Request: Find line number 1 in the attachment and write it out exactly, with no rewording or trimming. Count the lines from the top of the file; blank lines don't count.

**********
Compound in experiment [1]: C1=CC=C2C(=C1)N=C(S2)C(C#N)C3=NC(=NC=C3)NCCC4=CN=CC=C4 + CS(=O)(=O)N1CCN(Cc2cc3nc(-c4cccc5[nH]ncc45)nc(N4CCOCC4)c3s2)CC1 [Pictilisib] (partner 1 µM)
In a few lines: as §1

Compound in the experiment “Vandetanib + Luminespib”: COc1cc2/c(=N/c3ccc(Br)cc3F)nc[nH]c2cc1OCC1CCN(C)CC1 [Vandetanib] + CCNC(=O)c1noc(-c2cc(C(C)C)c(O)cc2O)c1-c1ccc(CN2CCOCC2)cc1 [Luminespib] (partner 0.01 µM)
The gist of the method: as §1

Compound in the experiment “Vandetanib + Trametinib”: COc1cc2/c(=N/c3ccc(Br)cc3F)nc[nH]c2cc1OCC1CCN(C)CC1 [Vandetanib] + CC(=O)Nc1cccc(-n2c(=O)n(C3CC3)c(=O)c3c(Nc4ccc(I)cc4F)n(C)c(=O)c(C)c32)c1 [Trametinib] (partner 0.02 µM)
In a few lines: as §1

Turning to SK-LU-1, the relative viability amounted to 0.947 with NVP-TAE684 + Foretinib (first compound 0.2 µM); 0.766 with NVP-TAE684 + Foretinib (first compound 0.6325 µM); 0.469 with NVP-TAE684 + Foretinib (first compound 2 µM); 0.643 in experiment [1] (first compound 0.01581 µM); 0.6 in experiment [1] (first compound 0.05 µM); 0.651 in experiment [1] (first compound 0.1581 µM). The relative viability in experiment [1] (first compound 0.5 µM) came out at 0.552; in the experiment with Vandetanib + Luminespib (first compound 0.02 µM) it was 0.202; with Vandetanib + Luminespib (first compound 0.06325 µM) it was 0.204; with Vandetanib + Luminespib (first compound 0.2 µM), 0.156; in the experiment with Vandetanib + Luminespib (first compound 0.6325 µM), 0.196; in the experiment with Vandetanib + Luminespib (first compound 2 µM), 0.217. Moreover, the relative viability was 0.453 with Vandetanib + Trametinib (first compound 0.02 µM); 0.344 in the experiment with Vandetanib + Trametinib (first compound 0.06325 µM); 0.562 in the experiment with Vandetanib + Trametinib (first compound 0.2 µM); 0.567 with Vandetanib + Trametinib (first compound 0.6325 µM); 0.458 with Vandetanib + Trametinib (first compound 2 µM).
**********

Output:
Compound in experiment [1]: C1=CC=C2C(=C1)N=C(S2)C(C#N)C3=NC(=NC=C3)NCCC4=CN=CC=C4 + CS(=O)(=O)N1CCN(Cc2cc3nc(-c4cccc5[nH]ncc45)nc(N4CCOCC4)c3s2)CC1 [Pictilisib] (partner 1 µM)